Active History is proud to present a video each week from New Directions in Active History. The conference took place at Huron University College on October 2-4, 2015 and brought together scholars, students, professionals and community members to discuss a wide range of topics pertaining to active history.

In this week’s video, we continue the discussion on active and engaged learning in public school classrooms. Brent Pavey, Head of History at Waterloo Collegiate Institute, shares his vision of how to engage students in political and historical debates. He explains numerous simulations which he has implemented in the classroom from mock UN Security Council meetings to Confederation debates. Pavey explains that the goal of these projects is to “engage students so they can imagine fulfilling the shoes of political and historical figures.” He hopes that these types of projects not only allow students to learn the material in an interesting way, but also introduce students to historical debates with which Canada continues to grapple. Pavey also offers advice to educators about outcomes that are either unrealistic or historically inaccurate. He urges educators that debriefing with students is important because during reflection, learning will often occur.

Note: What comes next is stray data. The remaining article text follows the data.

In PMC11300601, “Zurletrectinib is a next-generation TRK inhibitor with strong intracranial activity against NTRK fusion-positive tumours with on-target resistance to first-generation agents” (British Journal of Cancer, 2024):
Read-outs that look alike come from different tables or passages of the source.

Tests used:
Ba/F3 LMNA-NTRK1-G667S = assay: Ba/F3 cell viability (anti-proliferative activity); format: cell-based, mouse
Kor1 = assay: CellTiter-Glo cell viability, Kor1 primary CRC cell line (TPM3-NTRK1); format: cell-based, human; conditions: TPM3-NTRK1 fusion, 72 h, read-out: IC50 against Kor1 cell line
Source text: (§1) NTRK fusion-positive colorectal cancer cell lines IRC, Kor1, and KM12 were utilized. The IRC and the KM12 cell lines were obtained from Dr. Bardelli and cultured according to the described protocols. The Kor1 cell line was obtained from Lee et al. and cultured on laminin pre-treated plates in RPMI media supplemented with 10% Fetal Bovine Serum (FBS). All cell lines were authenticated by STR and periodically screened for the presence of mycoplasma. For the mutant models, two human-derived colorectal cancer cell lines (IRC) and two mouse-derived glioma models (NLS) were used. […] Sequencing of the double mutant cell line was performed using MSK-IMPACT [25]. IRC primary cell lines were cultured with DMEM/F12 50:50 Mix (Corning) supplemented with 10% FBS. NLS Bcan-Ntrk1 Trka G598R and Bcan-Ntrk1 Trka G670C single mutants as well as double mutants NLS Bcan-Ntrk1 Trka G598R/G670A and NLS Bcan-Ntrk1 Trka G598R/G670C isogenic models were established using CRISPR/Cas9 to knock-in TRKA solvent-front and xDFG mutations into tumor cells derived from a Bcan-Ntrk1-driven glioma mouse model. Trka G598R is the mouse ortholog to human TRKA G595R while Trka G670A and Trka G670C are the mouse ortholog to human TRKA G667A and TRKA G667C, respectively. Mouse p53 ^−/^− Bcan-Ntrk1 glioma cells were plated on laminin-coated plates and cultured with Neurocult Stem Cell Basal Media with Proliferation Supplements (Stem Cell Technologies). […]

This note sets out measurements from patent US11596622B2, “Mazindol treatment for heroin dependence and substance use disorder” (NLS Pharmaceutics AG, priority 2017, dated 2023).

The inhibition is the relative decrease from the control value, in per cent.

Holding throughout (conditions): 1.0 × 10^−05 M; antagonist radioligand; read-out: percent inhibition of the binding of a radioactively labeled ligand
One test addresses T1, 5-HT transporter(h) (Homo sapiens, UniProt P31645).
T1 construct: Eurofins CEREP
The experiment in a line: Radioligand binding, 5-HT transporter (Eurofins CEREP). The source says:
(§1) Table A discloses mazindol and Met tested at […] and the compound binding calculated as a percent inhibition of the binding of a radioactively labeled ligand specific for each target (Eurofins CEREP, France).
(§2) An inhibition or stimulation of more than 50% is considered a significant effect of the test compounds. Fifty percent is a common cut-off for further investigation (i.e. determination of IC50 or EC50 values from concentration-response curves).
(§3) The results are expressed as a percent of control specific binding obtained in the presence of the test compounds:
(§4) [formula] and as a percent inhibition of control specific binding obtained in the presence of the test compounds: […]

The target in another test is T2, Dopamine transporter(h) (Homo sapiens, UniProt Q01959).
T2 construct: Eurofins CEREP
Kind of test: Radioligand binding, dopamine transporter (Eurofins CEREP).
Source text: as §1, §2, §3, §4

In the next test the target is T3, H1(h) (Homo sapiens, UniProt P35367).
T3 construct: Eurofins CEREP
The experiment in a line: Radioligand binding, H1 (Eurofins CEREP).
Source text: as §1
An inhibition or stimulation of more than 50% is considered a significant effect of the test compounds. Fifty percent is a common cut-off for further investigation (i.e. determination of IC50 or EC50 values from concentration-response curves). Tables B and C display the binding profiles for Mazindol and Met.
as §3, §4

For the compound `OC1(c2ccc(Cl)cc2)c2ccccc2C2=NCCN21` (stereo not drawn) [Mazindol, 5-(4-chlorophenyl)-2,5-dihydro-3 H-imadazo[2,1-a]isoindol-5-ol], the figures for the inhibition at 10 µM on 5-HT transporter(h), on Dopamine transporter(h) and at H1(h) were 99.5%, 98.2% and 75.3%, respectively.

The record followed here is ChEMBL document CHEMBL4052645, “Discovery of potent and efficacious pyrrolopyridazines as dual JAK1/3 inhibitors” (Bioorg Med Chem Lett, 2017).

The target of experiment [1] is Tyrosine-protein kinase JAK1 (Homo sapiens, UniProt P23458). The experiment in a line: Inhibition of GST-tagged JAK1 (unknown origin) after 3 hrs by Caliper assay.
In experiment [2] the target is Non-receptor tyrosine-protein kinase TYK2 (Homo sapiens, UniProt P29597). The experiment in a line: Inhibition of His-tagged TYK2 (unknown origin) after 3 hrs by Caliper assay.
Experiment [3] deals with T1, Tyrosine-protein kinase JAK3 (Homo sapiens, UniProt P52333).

Developing Historical Detectives

Active History is proud to present a video each week from New Directions in Active History. The conference took place at Huron University College on October 2-4, 2015 and brought together scholars, students, professionals and community members to discuss a wide range of topics pertaining to the practice of active history.